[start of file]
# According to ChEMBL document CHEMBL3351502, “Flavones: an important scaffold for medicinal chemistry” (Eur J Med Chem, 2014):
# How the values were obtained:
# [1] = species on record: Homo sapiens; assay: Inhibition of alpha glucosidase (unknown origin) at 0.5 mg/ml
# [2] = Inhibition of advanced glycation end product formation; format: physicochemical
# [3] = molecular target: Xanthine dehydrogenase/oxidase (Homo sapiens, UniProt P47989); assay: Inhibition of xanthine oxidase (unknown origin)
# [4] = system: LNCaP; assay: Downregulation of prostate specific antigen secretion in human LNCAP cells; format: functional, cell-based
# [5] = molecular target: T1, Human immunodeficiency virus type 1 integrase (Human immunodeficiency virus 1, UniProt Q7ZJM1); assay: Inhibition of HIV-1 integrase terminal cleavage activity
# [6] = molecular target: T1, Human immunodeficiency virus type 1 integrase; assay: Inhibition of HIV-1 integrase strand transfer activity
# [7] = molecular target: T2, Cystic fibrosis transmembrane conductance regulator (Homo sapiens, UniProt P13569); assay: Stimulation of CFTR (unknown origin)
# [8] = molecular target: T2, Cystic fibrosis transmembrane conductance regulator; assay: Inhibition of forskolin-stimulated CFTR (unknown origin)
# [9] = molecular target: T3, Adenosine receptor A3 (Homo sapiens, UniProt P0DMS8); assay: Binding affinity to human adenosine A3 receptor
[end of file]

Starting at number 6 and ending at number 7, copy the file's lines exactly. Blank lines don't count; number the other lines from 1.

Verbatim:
# [4] = system: LNCaP; assay: Downregulation of prostate specific antigen secretion in human LNCAP cells; format: functional, cell-based
# [5] = molecular target: T1, Human immunodeficiency virus type 1 integrase (Human immunodeficiency virus 1, UniProt Q7ZJM1); assay: Inhibition of HIV-1 integrase terminal cleavage activity